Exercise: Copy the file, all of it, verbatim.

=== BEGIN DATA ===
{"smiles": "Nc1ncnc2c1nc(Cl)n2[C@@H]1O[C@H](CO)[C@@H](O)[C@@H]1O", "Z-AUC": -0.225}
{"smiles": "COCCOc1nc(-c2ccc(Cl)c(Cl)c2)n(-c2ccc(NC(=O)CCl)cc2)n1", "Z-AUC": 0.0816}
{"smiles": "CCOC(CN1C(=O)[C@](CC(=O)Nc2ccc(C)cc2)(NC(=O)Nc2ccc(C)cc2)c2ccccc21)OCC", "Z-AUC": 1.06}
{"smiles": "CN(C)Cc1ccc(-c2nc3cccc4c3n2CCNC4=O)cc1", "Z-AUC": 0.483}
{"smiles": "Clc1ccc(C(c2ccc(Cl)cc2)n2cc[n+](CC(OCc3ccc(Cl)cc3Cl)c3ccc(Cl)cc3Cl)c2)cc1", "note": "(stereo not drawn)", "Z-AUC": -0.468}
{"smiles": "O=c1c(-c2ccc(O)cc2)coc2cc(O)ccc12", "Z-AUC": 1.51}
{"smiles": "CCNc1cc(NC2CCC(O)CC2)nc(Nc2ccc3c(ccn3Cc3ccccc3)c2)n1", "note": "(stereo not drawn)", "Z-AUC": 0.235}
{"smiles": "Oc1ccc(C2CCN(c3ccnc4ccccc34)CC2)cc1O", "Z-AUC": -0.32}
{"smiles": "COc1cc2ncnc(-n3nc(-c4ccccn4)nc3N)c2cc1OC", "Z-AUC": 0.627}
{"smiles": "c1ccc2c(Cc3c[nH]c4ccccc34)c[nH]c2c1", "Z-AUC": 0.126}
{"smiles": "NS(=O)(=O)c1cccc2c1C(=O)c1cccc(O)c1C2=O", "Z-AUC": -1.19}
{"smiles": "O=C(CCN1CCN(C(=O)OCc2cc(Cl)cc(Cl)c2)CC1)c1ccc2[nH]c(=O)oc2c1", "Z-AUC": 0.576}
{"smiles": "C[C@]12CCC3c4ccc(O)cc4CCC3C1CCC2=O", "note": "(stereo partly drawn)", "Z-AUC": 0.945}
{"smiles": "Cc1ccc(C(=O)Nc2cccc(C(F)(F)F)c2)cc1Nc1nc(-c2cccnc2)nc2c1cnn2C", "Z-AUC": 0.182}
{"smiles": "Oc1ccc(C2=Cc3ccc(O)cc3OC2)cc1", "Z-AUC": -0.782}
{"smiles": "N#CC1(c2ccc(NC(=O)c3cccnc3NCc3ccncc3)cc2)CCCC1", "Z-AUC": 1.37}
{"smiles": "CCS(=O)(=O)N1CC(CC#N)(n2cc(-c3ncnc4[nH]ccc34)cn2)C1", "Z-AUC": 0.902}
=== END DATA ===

{"smiles": "Nc1ncnc2c1nc(Cl)n2[C@@H]1O[C@H](CO)[C@@H](O)[C@@H]1O", "Z-AUC": -0.225}
{"smiles": "COCCOc1nc(-c2ccc(Cl)c(Cl)c2)n(-c2ccc(NC(=O)CCl)cc2)n1", "Z-AUC": 0.0816}
{"smiles": "CCOC(CN1C(=O)[C@](CC(=O)Nc2ccc(C)cc2)(NC(=O)Nc2ccc(C)cc2)c2ccccc21)OCC", "Z-AUC": 1.06}
{"smiles": "CN(C)Cc1ccc(-c2nc3cccc4c3n2CCNC4=O)cc1", "Z-AUC": 0.483}
{"smiles": "Clc1ccc(C(c2ccc(Cl)cc2)n2cc[n+](CC(OCc3ccc(Cl)cc3Cl)c3ccc(Cl)cc3Cl)c2)cc1", "note": "(stereo not drawn)", "Z-AUC": -0.468}
{"smiles": "O=c1c(-c2ccc(O)cc2)coc2cc(O)ccc12", "Z-AUC": 1.51}
{"smiles": "CCNc1cc(NC2CCC(O)CC2)nc(Nc2ccc3c(ccn3Cc3ccccc3)c2)n1", "note": "(stereo not drawn)", "Z-AUC": 0.235}
{"smiles": "Oc1ccc(C2CCN(c3ccnc4ccccc34)CC2)cc1O", "Z-AUC": -0.32}
{"smiles": "COc1cc2ncnc(-n3nc(-c4ccccn4)nc3N)c2cc1OC", "Z-AUC": 0.627}
{"smiles": "c1ccc2c(Cc3c[nH]c4ccccc34)c[nH]c2c1", "Z-AUC": 0.126}
{"smiles": "NS(=O)(=O)c1cccc2c1C(=O)c1cccc(O)c1C2=O", "Z-AUC": -1.19}
{"smiles": "O=C(CCN1CCN(C(=O)OCc2cc(Cl)cc(Cl)c2)CC1)c1ccc2[nH]c(=O)oc2c1", "Z-AUC": 0.576}
{"smiles": "C[C@]12CCC3c4ccc(O)cc4CCC3C1CCC2=O", "note": "(stereo partly drawn)", "Z-AUC": 0.945}
{"smiles": "Cc1ccc(C(=O)Nc2cccc(C(F)(F)F)c2)cc1Nc1nc(-c2cccnc2)nc2c1cnn2C", "Z-AUC": 0.182}
{"smiles": "Oc1ccc(C2=Cc3ccc(O)cc3OC2)cc1", "Z-AUC": -0.782}
{"smiles": "N#CC1(c2ccc(NC(=O)c3cccnc3NCc3ccncc3)cc2)CCCC1", "Z-AUC": 1.37}
{"smiles": "CCS(=O)(=O)N1CC(CC#N)(n2cc(-c3ncnc4[nH]ccc34)cn2)C1", "Z-AUC": 0.902}